Casey Laughman: What I’d Play at SCG Louisville

Casey Laughman   May 18, 2017   Comments Off on Casey Laughman: What I’d Play at SCG Louisville

The three main formats of Constructed Magic are in a pretty good place right now.

I know, I know: Zombies and Marvel. But neither one of those decks is unbeatable, and neither of them is likely to suddenly be 50 percent of the meta at your next tournament.

Also, Ulamog rotates in less than five months. How’s that for seeing the glass as half full?

Setting aside Standard for a moment, Modern and Legacy have both been given a boost by the updates to the Banned and Restricted list. Getting rid of Gitaxian Probe and Golgari Grave-Troll (and printing Fatal Push) in Modern slowed down the format enough that midrange decks can breathe a little. Banning Sensei’s Divining Top means creature decks can actually be played again in Legacy.

In other words, all three formats collectively feel more open, with more room for creativity, than they have in a few years. Which means that if there’s a Team Constructed event (Hi there, SCG Louisville) coming up, then you have more choices than you might have had six months or a year ago.

With that in mind, here’s what I’d play at SCG Louisville.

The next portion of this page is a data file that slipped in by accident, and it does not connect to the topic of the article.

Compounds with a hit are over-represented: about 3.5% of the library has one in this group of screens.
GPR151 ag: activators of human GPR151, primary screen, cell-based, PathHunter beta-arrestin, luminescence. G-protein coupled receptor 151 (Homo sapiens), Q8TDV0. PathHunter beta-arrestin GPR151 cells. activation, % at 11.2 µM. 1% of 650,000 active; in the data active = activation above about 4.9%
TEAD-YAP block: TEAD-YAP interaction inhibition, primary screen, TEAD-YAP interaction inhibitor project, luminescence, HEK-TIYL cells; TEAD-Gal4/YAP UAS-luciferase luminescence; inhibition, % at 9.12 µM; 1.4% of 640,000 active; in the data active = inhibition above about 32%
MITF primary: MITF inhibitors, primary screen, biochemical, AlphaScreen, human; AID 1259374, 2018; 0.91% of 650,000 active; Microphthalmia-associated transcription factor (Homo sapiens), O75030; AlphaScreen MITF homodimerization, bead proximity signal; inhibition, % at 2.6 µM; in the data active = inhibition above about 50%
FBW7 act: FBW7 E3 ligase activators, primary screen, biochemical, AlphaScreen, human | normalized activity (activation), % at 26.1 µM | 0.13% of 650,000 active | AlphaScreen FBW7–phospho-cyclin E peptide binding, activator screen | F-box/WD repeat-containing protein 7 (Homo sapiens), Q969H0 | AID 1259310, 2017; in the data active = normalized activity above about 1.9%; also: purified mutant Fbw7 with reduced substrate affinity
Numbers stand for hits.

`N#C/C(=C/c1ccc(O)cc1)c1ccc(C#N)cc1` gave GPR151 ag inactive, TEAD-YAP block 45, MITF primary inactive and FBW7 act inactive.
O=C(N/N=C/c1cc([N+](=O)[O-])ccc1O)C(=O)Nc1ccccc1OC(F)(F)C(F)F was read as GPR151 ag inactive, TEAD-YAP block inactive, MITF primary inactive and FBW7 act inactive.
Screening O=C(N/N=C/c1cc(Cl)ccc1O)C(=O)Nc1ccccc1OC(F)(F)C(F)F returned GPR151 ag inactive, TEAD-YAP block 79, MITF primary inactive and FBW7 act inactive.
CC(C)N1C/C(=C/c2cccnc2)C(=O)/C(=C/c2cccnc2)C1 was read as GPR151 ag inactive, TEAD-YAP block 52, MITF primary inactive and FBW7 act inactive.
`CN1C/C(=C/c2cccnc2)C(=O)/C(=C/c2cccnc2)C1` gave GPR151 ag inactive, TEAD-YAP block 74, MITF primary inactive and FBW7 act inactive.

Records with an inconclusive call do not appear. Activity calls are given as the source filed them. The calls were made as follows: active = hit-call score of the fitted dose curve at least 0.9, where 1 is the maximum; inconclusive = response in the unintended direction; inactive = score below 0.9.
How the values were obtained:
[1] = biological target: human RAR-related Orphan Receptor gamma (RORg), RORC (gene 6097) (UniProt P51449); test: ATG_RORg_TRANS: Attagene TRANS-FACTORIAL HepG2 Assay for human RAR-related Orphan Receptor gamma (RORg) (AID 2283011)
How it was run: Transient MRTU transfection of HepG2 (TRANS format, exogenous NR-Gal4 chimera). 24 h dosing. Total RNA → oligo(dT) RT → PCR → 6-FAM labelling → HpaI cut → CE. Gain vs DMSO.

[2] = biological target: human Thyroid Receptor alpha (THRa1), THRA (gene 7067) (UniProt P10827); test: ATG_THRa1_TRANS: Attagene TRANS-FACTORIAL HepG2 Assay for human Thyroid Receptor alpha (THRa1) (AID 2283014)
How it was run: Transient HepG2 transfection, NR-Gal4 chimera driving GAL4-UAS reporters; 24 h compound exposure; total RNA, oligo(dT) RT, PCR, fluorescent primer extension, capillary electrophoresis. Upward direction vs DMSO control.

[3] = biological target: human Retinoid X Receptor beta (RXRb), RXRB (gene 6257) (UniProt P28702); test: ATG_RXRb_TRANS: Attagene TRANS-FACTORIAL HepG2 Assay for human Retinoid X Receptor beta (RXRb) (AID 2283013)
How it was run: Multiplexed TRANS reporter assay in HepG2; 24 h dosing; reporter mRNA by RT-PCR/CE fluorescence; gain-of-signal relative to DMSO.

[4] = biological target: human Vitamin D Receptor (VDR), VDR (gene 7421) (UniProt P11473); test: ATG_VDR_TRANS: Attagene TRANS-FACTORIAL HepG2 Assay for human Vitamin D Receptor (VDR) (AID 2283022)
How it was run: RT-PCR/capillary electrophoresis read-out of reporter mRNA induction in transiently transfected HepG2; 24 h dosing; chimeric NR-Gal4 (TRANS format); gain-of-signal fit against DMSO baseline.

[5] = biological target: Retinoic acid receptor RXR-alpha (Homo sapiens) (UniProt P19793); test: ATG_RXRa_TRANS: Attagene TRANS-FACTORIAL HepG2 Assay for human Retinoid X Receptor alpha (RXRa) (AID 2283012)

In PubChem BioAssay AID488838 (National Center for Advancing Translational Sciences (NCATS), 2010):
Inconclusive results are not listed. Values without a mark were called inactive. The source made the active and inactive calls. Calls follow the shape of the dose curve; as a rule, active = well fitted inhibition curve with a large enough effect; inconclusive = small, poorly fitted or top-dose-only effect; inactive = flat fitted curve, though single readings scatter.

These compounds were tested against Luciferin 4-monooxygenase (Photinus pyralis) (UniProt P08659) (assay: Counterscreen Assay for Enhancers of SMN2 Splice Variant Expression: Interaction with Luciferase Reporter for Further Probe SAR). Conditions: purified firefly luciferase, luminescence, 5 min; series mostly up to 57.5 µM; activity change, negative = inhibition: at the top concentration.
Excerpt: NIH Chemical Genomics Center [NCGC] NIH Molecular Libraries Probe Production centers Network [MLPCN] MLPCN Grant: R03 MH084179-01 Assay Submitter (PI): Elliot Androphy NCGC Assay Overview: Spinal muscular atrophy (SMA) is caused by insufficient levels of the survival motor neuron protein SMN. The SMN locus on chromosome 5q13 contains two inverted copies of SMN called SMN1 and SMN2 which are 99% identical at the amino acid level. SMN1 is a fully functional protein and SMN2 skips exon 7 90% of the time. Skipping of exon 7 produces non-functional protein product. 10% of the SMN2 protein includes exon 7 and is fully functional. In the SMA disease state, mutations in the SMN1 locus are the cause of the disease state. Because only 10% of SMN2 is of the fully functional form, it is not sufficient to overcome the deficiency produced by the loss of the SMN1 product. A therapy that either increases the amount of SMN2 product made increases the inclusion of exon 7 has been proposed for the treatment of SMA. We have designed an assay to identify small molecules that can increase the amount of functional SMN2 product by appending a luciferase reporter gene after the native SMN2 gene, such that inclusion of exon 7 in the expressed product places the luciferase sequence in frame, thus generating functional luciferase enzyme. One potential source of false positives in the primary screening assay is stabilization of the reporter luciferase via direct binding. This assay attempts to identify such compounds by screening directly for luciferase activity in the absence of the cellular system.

What I’d play: Chris Fennell’s B/W Zombies list from the Pro Tour.


Why I’d play it: The mono-black Zombies list that Gerry Thompson won the Pro Tour with is as mean as a sleep-deprived rattlesnake, but the B/W list strikes me as a much better choice for a field full of Gerry’s list and Aetherworks Marvel decks.

First, you get Wayward Servant, which is really good against aggro decks because of its ability to keep gaining you chunks of life. You also still get to run the big hitters from the mono-black deck, including Dread Wanderer, which recurs itself to gain life, and Cryptbreaker, which creates Zombie tokens to gain life.

Adding white to the main deck also allows for Anguished Unmaking, which is pretty good right now. Sure, it costs three mana and three life, but it cleanly gets rid of Ulamog, Gideon, Aetherworks Marvel, Heart of Kiran and Diregraf Colossus. There aren’t a whole lot of cards in Standard that can say that, especially at instant speed, which means it finds a home here.